Michigan’s Renewal Starts with Reinvesting in Education
By Brenda Álvarez
History has looked favorably upon Michigan, from the booming fur trade of the 18th century to the prosperous copper mining industry of the 19th century. More notably, Henry Ford’s Model T marked Michigan’s legacy as a thriving auto industry, providing millions of jobs for much of the 20th century and for building America’s middle class through affordable transportation, employment, and job security via unions.
Small towns flourished under Michigan’s prosperous economy – small towns such as Saginaw, which originally thrived as a lumber town. Generations later, the auto industry became the dominant source of employment with manual transmission assemblies, steering gear boxes, and power steering pumps.
Michigan is now known as ground zero for the struggling auto industry. Since 2000, the state has lost approximately 18 percent of the total workforce, and in August 2009, the unemployment rate hit a distressing double-digit number of 14.1 percent.
For Saginaw, this meant a steep decline in manufacturing, which spurred a significant amount of the population to abandon the city. In a ten year span (2000 to 2010), Saginaw’s population went from 61,799 to 51,508 – a 16.7 percent decline.
The high unemployment rate turned Saginaw into one of the most impoverished cities in America. In fact, Saginaw is ranked as having one of the highest crime rates in America and is on the list of top 100 most dangerous cities in the United States.
The country and the state’s economic collapse also impacted the Saginaw School District. The exodus of families seeking jobs in other states instigated a decline in student enrollment and over a ten year span the district has lost an annual average of 400 students.
The rebirth of Michigan will take much more than a recovered auto industry. Its renaissance starts with reinvesting in public education. And, it starts in Saginaw.
SIG in Saginaw
Twenty-eight schools in Michigan received federal grant money from the Recovery Act of 2009. Saginaw received $10.3 million in School Improvement Grant (SIG) money, with $3.4 million going to Willie E. Thompson Middle School and $4.4 million to Arthur Hill High School. Both schools were placed on the U.S. Department of Education’s list of persistently low-achieving schools for not meeting Adequate Yearly Progress under No Child Left Behind (NCLB).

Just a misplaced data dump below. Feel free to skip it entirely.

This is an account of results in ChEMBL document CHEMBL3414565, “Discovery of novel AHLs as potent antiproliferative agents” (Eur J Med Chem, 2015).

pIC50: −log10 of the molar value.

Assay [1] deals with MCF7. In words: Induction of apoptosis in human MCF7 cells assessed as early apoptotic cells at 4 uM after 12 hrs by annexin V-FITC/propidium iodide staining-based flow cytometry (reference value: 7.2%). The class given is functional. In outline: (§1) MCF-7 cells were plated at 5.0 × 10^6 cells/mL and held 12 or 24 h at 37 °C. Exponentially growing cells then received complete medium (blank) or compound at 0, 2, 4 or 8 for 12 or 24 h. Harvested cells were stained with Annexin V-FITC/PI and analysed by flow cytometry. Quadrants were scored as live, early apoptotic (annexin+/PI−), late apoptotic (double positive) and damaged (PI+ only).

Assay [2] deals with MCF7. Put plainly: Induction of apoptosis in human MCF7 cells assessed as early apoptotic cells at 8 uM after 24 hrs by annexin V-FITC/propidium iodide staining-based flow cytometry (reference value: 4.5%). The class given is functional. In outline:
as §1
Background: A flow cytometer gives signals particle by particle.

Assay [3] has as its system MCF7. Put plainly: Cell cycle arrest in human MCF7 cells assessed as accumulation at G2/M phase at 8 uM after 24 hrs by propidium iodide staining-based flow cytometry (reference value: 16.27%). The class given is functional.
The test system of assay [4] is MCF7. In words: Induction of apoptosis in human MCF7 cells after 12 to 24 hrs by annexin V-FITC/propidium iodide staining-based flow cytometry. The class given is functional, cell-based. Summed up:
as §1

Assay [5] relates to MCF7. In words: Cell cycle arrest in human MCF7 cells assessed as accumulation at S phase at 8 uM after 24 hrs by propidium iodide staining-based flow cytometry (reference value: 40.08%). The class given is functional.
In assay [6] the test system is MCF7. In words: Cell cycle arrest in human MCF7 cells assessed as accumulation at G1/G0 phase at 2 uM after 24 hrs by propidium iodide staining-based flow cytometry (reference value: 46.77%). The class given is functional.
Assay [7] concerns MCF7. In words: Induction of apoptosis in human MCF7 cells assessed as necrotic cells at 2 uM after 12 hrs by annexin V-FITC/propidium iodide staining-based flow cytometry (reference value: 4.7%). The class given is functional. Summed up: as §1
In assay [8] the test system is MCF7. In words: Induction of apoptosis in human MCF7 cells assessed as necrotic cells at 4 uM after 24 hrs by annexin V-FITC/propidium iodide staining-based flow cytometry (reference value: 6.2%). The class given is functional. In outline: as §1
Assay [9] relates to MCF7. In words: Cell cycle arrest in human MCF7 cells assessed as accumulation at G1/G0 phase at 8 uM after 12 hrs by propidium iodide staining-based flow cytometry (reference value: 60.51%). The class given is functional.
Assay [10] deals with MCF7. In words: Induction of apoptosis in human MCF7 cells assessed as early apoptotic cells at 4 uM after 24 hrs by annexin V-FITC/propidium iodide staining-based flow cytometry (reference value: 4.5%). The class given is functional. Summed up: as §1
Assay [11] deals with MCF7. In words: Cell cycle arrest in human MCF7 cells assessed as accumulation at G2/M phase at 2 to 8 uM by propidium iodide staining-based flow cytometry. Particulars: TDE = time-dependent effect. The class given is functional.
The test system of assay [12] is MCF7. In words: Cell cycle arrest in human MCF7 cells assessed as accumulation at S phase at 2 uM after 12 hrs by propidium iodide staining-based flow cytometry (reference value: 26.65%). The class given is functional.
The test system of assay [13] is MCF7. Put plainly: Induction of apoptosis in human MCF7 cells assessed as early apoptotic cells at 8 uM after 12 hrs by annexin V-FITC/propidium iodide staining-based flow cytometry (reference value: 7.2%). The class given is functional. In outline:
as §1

Prior to receiving SIG funds, educators, school administrators, and the local union were already collaborating, setting common goals and restructuring classroom instruction.
“No decision was made without union involvement – we all had to figure it out,” said Leann Bauer, president of the 523-member Saginaw Education Association.
A bonding agent used to help the school community “figure it out” was the National Education Association’s Keys to Excellence for Your School (KEYS) program, which allowed educators and school administrators to focus their attention on making critical improvements that can help boost student achievement.
KEYS is a comprehensive, research-based, data-driven program for continuous school improvement. Developed by the National Education Association (NEA), it is the product of a 15-year collaborative effort involving educators, school district administrators, parents, and business and community leaders.
Normally, this service is a big-ticket expense for schools and school districts. However, it came at no cost to Saginaw because of NEA’s commitment to help struggling schools.
The Saginaw school community also benefited from a three-day forum sponsored by NEA’s Priority Schools Campaign, which provided leadership from the Saginaw Education Association with a platform to work with their school administrators and share winning strategies with more than 300 teachers, education support professionals, union leaders, and district administrators and parents. This group represented 36 Priority Schools from 17 states.
“The recession hit us hard and our schools suffered. But we’re committed to weathering this out and we’re committed to providing quality education for every student,” said Bauer. “The resources we’ve received so far have allowed us to strengthen our practice and lead us in a direction that is more student centered.”
In a study released in June 2011, the National Bureau of Education noted the direct correlation between job losses and decreasing student test scores – especially the high-stake test scores that have become synonymous with NCLB.